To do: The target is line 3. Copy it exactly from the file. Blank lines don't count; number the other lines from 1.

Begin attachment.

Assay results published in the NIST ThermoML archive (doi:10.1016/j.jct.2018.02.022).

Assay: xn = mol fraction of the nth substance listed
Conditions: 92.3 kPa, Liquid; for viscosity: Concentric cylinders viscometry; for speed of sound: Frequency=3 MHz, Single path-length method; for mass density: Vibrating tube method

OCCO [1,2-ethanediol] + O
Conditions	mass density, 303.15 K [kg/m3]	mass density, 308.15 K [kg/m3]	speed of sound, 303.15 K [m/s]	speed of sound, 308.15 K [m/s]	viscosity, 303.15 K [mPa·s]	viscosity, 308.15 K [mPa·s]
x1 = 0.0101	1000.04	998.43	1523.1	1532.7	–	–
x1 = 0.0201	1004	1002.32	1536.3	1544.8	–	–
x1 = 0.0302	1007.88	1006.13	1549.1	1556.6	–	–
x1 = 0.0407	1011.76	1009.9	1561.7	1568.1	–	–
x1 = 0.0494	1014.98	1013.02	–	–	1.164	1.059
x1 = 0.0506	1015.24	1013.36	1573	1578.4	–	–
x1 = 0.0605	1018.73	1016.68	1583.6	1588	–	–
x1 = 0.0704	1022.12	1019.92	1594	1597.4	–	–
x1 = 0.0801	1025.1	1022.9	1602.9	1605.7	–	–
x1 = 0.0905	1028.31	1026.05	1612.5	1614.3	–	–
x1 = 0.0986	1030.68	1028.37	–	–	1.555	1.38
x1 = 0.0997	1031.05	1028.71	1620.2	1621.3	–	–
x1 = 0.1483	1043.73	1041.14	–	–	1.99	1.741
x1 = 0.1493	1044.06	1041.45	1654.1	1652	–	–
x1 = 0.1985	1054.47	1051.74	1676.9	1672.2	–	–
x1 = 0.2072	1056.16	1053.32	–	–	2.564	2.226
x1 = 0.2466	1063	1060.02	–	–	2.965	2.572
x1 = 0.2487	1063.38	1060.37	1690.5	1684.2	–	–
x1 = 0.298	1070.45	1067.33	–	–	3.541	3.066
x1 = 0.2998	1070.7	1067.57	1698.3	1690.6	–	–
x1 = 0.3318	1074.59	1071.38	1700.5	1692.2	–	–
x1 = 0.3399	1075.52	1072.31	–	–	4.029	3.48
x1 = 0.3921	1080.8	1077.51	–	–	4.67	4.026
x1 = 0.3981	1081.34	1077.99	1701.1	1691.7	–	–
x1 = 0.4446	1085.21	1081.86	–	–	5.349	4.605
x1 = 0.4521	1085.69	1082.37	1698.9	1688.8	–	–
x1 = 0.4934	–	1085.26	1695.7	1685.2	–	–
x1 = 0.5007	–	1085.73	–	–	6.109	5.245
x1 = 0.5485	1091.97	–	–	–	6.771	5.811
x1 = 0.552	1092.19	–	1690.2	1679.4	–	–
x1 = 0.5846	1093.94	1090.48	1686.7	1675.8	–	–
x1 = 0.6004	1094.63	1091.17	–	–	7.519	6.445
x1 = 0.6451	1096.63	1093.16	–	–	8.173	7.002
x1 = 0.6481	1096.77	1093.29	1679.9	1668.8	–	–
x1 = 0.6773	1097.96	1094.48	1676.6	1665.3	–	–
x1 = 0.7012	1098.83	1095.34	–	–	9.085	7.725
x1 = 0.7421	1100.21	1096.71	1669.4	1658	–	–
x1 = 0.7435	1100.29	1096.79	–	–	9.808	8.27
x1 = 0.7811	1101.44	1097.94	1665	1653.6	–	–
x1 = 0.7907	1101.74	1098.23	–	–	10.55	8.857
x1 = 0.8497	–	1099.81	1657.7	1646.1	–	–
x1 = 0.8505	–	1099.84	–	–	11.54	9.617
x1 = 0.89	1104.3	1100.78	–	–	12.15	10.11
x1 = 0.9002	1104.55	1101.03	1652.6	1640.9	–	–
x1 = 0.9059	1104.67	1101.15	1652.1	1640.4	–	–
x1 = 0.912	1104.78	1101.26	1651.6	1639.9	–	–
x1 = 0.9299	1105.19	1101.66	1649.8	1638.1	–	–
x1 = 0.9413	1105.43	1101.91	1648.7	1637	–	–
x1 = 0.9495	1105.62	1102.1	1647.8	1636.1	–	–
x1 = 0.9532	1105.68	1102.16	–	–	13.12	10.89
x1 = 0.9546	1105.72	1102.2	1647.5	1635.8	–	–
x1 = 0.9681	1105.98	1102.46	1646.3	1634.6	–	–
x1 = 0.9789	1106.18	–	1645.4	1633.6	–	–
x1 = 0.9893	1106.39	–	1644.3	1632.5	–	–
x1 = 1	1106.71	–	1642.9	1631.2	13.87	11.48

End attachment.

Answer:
Conditions: 92.3 kPa, Liquid; for viscosity: Concentric cylinders viscometry; for speed of sound: Frequency=3 MHz, Single path-length method; for mass density: Vibrating tube method